Priestly fatherhood is prolific fatherhood!
This is true in the light of the sheer numbers of spiritual sons and daughters for whom a priest is called to be father. The sheer influence of the priest’s fatherhood ‒ the very numbers of supernatural children that many priests are blessed to have ‒ should send any priest or seminarian to his knees to ask God for strength to fulfill his responsibility to so large a family.
Moreover, in addition to being father to the souls entrusted to his special care by the authority of the Church, he has to remember that his fatherhood is catholic for he was ordained a priest within the Catholic [universal] Church: it extends far beyond the frontiers of parish or college. Like the God-appointed leaders of the Old and New Testament, he must have a strong sense of responsibility for all of God’s people: “And, apart from other things, there is the daily pressure upon me of my anxiety for all the churches. Who is weak, and I am not weak? Who is made to fall, and I am not indignant?” (2 Cor 11:28-29) Or as St. Bernard said of St. Malachy of Ireland: “As if he were the father of all, so did he live for all. He made no distinction of sex or age or condition or rank. He never failed anyone, for his heart overflowed with sympathy for them all.”
That is why the Ignatian priest on account of his identity is never a European, African, Asian or American. He is Catholic to the core of his being. His heart feels a father’s love for Catholics wherever they are, whatever their race, no matter their color. Whatever is Catholic interests him. His eyes spontaneously search first for news items about the Church even if the events are occurring at the other side of the globe.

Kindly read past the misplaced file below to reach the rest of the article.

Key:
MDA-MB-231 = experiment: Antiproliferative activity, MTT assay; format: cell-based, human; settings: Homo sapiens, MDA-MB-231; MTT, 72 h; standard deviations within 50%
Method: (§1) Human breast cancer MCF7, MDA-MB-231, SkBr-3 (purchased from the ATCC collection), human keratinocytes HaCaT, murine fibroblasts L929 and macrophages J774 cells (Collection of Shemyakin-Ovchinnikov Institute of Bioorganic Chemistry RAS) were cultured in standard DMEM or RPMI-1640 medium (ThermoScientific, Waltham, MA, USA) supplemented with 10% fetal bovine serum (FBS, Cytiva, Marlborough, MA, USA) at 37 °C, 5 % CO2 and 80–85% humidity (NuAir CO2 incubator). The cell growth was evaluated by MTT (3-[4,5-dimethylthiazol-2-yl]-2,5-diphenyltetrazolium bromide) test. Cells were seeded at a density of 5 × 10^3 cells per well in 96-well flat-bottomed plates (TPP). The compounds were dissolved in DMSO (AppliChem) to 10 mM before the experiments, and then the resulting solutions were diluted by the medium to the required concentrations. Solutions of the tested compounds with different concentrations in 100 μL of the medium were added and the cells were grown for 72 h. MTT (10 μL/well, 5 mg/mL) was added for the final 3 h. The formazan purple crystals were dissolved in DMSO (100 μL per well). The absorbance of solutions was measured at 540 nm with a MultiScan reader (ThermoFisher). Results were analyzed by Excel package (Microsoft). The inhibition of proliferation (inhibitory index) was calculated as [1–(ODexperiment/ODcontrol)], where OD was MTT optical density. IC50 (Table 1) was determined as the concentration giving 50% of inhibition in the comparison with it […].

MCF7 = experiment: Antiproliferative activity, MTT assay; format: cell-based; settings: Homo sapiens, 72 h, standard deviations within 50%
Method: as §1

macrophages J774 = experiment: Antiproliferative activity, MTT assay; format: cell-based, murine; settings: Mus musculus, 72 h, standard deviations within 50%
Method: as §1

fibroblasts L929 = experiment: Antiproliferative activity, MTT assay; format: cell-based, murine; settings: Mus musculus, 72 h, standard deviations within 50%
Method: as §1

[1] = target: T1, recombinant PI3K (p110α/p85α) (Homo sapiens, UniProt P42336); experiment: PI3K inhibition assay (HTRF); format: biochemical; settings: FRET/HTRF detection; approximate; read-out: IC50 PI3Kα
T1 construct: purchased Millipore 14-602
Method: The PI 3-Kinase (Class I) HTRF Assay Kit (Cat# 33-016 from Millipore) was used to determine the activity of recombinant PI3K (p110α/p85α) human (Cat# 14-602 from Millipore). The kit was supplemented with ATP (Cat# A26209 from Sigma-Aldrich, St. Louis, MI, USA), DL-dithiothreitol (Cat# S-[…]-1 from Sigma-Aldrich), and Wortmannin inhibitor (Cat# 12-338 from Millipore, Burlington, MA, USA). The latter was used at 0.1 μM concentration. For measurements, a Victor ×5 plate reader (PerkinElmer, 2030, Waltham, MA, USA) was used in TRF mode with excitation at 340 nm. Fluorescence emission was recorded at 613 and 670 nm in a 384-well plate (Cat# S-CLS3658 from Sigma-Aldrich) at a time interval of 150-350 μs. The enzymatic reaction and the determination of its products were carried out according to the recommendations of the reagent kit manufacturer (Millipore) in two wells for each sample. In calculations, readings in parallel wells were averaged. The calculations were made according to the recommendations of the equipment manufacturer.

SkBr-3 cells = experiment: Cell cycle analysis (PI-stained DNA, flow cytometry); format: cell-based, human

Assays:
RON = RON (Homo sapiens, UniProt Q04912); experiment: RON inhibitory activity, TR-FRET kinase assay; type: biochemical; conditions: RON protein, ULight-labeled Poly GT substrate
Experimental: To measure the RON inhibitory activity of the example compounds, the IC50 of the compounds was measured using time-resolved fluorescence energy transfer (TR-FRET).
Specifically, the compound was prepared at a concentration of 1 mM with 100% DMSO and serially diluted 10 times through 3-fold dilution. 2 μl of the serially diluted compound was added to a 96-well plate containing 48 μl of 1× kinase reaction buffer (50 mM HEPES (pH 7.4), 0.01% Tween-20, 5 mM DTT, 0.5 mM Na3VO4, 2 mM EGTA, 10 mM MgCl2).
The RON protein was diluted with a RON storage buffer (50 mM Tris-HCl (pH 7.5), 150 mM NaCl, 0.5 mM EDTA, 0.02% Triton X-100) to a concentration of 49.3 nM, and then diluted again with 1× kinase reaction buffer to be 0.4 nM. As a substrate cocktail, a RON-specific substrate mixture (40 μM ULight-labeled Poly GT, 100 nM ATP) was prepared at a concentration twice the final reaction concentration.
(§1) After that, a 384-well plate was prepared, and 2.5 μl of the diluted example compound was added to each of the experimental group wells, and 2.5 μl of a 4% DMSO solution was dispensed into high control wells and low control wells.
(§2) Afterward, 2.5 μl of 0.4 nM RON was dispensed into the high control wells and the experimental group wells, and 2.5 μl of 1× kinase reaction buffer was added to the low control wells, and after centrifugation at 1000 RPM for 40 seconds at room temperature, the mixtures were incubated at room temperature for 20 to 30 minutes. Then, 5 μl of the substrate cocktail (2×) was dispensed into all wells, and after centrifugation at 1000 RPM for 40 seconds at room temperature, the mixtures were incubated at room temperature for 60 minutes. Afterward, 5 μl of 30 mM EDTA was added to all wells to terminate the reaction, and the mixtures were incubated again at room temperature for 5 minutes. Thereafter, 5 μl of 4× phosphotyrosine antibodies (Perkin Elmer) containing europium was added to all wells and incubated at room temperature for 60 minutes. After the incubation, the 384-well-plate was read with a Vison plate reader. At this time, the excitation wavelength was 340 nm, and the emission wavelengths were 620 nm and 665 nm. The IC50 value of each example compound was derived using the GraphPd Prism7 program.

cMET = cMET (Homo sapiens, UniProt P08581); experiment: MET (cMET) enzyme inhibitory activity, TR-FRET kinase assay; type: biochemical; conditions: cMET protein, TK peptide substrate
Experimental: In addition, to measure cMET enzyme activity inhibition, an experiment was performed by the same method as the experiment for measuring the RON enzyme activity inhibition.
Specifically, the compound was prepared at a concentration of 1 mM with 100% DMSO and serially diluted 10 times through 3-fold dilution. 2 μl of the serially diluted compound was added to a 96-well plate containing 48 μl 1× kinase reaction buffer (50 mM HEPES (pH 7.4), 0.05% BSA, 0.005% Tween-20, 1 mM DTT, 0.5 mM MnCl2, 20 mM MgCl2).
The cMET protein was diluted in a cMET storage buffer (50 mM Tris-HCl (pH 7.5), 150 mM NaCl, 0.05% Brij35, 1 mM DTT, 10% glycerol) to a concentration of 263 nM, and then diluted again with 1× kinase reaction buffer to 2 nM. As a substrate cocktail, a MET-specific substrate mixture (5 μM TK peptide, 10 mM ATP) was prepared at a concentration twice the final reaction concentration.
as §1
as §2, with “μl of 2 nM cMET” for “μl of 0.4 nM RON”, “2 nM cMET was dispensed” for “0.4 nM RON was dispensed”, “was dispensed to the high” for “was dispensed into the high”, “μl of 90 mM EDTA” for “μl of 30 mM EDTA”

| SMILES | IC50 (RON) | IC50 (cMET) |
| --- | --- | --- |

Moreover, no matter where he travels, no matter whether his travelling companions are non-Catholic Christians or even non-Christians, he is always father for like the Lord he remembers that “Other sheep I have which are not of this fold” (Jn 10:16). Like the Redeemer he says: “Let us go on to the next towns, that I may preach there also; for that is why I came out” (Mk 1:38). As St. John Chrysostom put it, “Every priest is in a way the father of everybody; it is right then that he take care of all, just like God, whose representative he is”.
Hence, the power of God’s question to the man who has heard God’s call: “Is it better for you to be priest to the house of one man,or to be priest to a tribe and family in Israel?” (Book of Judges 18:19)